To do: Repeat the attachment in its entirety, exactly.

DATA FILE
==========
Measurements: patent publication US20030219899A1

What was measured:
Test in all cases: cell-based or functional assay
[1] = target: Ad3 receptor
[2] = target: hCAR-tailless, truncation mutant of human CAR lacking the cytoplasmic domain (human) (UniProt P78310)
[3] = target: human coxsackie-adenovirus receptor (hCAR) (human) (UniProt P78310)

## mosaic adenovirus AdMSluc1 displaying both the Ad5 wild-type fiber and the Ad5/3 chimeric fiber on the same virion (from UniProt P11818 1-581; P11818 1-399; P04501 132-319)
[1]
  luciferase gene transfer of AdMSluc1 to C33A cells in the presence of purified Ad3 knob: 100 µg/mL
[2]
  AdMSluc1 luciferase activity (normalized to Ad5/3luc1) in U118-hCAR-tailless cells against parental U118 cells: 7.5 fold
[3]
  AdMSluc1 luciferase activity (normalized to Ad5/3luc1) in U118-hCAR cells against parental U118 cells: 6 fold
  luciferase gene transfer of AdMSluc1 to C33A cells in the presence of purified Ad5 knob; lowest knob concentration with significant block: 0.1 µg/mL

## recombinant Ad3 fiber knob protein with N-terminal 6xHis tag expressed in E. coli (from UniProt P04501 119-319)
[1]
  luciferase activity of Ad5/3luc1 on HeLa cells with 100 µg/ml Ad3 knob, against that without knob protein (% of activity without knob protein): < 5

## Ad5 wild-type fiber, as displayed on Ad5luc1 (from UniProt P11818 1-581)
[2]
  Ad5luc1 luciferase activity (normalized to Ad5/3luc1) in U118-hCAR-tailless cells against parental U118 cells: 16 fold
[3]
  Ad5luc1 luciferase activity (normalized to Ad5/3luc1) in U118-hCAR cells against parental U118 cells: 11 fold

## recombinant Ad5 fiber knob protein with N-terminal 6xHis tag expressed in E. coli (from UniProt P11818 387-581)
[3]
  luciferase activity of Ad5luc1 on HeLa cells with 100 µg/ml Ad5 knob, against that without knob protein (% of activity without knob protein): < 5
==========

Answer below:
Measurements: patent publication US20030219899A1

What was measured:
Test in all cases: cell-based or functional assay
[1] = target: Ad3 receptor
[2] = target: hCAR-tailless, truncation mutant of human CAR lacking the cytoplasmic domain (human) (UniProt P78310)
[3] = target: human coxsackie-adenovirus receptor (hCAR) (human) (UniProt P78310)

## mosaic adenovirus AdMSluc1 displaying both the Ad5 wild-type fiber and the Ad5/3 chimeric fiber on the same virion (from UniProt P11818 1-581; P11818 1-399; P04501 132-319)
[1]
  luciferase gene transfer of AdMSluc1 to C33A cells in the presence of purified Ad3 knob: 100 µg/mL
[2]
  AdMSluc1 luciferase activity (normalized to Ad5/3luc1) in U118-hCAR-tailless cells against parental U118 cells: 7.5 fold
[3]
  AdMSluc1 luciferase activity (normalized to Ad5/3luc1) in U118-hCAR cells against parental U118 cells: 6 fold
  luciferase gene transfer of AdMSluc1 to C33A cells in the presence of purified Ad5 knob; lowest knob concentration with significant block: 0.1 µg/mL

## recombinant Ad3 fiber knob protein with N-terminal 6xHis tag expressed in E. coli (from UniProt P04501 119-319)
[1]
  luciferase activity of Ad5/3luc1 on HeLa cells with 100 µg/ml Ad3 knob, against that without knob protein (% of activity without knob protein): < 5

## Ad5 wild-type fiber, as displayed on Ad5luc1 (from UniProt P11818 1-581)
[2]
  Ad5luc1 luciferase activity (normalized to Ad5/3luc1) in U118-hCAR-tailless cells against parental U118 cells: 16 fold
[3]
  Ad5luc1 luciferase activity (normalized to Ad5/3luc1) in U118-hCAR cells against parental U118 cells: 11 fold

## recombinant Ad5 fiber knob protein with N-terminal 6xHis tag expressed in E. coli (from UniProt P11818 387-581)
[3]
  luciferase activity of Ad5luc1 on HeLa cells with 100 µg/ml Ad5 knob, against that without knob protein (% of activity without knob protein): < 5